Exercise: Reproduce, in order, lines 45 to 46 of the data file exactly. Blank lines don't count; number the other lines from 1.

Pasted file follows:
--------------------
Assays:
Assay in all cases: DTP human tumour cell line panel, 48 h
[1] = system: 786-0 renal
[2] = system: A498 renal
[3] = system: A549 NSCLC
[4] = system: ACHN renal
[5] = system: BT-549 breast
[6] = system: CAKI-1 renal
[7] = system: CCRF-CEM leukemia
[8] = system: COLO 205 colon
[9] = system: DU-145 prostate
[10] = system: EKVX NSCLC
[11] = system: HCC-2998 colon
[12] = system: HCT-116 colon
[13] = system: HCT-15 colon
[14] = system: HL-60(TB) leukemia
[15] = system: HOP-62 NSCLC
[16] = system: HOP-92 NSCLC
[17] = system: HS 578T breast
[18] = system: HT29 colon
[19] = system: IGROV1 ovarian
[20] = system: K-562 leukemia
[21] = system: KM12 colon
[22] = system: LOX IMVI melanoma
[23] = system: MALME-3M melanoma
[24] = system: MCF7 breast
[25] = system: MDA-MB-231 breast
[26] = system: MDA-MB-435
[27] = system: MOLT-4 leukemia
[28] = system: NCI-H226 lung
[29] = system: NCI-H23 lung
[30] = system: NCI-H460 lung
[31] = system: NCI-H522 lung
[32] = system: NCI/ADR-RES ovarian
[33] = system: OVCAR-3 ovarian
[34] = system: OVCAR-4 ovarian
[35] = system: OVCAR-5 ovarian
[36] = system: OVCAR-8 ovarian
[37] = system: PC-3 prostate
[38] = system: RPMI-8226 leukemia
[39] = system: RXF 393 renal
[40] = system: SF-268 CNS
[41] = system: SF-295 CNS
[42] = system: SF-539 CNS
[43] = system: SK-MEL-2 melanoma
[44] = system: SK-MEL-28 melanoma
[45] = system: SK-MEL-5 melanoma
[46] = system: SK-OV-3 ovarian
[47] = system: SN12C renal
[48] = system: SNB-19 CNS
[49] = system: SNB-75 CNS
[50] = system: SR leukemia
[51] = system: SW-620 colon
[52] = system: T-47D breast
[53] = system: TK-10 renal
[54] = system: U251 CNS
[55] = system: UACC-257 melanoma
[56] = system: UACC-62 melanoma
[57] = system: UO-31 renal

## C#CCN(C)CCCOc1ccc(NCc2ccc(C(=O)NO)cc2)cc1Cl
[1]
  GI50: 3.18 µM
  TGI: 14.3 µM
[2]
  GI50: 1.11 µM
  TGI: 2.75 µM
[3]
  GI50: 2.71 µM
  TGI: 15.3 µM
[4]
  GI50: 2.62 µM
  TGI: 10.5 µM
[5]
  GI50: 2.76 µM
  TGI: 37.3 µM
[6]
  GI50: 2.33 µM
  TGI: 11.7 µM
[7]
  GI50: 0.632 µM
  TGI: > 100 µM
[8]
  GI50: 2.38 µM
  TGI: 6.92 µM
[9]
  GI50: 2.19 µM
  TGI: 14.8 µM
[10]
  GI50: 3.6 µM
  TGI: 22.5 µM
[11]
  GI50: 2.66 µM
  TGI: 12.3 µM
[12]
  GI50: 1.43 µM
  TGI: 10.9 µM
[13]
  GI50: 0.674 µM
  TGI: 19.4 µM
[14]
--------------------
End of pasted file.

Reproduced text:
[43] = system: SK-MEL-2 melanoma
[44] = system: SK-MEL-28 melanoma